The Sea of Sexism: How to Navigate Bigotry in the Workplace
By Helen Carter, Founder, SelfExam
We are long past the days of “women’s work” and the idea that a woman’s place is in the home, aren’t we? Maybe not completely, at least according to a 2015 article posted by Bustle, an online media outlet written for women, by women. Today’s female professionals are still expected to tolerate sexist jokes, demeaning (if good-natured) nicknames, and scrutiny regarding appearance and mothering abilities [https://www.bustle.com/articles/108244-low-intensity-sexism-in-the-workplace-is-just-as-bad-as-overt-sexism-says-study-which-is].
Dealing with sexism, either obvious or subtle, is a tricky thing. And while most businesses have concrete sexual harassment policies, women (as well as men to some degree) must learn to deal with gendered expectations. Read on for a few pieces of advice on how to turn the tables in your favor when targeted unfairly for physical dissimilarities.
Flip the script.
If a male coworker makes a sexist remark, politely ask if he would’ve said or done the same thing to another man. For instance, would he have remarked on a male coworker’s shoes or referred to him as anything other than his given name? Try to remain non threatening to avoid a tense situation, but get the point across that being treated differently is neither accepted nor expected.
Don’t play the gender card — at least not at first.
Women often get tasked with menial duties such as getting coffee and calling the caterer before a big meeting. Unless these duties are specific to your job title, it’s perfectly appropriate to ask a supervisor why you, specifically, are given these tasks. Sometimes, simply pointing out what’s happening — without being accusatory — will prompt the assignor to change things up every once in awhile.
Bring up your concerns in private.
Nobody likes to be called out for their shortcomings. This is especially true when those shortcomings imply sexism, racism, or some other taboo form of prejudice. Keep things civil by pulling the offending colleague aside and pointing out their behavior. There’s no need to force an argument, but remain firm and clear in your position. A friendly reminder that it isn’t the 1950s is a good first step toward a more harmonious workplace, especially with otherwise tolerable coworkers.
Don’t laugh at inappropriate jokes.
It’s no doubt easier to shrug off sexist jokes and laugh with the crowd, but that only perpetuates a group mentality that accepts sexism in the workplace. Instead, make eye contact with the office comedian; an expressionless look will likely trigger a moment of discomfort and hopefully result in quiet reflection about what was just said. There is nothing wrong with humor in the workplace, but passive or everyday sexism can actually be damaging to a woman’s health. [https://www.rt.com/uk/313696-everyday-sexism-womens-health/]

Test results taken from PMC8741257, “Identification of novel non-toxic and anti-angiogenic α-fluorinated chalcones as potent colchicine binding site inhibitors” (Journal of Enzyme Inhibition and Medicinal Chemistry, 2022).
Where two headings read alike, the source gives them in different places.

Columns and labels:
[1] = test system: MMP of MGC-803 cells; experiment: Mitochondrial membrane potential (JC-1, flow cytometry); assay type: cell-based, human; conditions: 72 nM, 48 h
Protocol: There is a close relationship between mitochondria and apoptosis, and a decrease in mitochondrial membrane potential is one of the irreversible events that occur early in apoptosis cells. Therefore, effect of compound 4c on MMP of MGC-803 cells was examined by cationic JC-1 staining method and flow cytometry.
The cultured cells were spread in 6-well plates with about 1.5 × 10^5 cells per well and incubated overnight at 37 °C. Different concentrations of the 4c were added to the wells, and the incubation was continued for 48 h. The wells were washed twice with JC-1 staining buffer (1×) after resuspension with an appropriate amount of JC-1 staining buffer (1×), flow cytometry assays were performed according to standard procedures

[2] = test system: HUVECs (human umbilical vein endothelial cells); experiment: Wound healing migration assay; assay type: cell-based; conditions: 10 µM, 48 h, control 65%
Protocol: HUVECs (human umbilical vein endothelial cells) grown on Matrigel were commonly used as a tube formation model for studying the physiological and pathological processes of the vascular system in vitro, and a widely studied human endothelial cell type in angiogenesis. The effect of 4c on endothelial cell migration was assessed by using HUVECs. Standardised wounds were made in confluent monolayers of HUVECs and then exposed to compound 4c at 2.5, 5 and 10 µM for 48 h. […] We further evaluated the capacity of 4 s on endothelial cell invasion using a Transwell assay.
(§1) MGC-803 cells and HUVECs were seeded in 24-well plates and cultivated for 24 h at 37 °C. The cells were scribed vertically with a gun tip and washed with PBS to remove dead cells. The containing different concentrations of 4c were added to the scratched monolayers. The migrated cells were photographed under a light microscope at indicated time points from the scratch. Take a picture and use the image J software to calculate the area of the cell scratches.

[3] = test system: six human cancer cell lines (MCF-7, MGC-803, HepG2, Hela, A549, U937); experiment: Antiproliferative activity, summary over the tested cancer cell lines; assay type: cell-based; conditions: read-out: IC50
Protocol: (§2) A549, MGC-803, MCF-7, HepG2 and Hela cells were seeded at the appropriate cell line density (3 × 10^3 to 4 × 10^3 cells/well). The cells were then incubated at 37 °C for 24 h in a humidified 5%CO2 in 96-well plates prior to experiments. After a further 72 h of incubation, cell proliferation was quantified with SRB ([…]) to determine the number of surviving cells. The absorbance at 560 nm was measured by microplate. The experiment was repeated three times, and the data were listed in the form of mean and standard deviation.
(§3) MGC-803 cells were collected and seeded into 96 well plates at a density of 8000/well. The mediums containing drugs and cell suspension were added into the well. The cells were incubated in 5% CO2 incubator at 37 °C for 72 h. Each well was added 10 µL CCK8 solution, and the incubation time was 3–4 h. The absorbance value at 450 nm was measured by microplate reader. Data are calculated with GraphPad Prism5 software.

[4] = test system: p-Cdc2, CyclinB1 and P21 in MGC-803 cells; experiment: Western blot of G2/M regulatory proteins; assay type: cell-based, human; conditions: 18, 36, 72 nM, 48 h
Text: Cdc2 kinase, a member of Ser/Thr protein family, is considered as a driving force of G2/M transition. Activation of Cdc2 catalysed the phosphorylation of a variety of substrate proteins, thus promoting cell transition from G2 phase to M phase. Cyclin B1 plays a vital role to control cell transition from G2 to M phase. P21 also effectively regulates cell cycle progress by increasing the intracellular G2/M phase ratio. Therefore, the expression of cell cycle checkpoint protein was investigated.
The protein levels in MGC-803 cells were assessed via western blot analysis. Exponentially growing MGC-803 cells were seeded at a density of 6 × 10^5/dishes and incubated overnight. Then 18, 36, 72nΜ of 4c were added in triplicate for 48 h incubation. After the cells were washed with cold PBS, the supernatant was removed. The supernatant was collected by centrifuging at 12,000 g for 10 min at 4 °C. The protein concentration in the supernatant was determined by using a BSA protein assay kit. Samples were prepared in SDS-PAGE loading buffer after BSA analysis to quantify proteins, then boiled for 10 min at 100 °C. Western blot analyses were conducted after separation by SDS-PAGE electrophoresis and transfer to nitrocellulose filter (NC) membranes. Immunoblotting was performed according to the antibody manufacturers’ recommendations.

Ask the offender to speak up.
Overhear a sexist comment? Follow it with an innocent, “I didn’t quite catch that, could you speak up?” If forced to repeat the offending language, the person speaking the ill-mannered words might just rethink their conversational strategies. Asking them to explain their remark works just as well. This is an especially effective tactic when said within earshot of a manager or supervisor.
Be blunt and move on.
There is no shame in simply replying with, “That’s not OK,” and walking away. A direct shutdown is sometimes the only way to get through to an overly-opinionated colleague.
On-the-job sexual harassment or discrimination is not OK, and it is illegal to harass a female co-worker [https://www.eeoc.gov/laws/types/sex.cfm] by making offensive comments about women in general, according to the US Equal Employment Opportunity Commission. By keeping records of sexual harassment or implied unwelcome sexual undertones, including those that suggest sexual inequality, you are in a better position to approach a supervisor or attain legal counsel to ensure the situation is fully rectified.
Discrimination of any kind can be very damaging (especially to younger people [http://www.treehouserehab.org/discrimination-and-addiction/], who aren’t as emotionally developed). It can lead to a lot of terrible things, including a loss of employment, low self-esteem, depression, and substance abuse. It’s important to face the challenge head on, and hold people accountable for their actions.
Helen Carter co-created SelfExam after her friend’s sister received a cancer diagnosis at a young age. She aims to spread awareness about cancer prevention and strives hard to offer support to those battling cancer.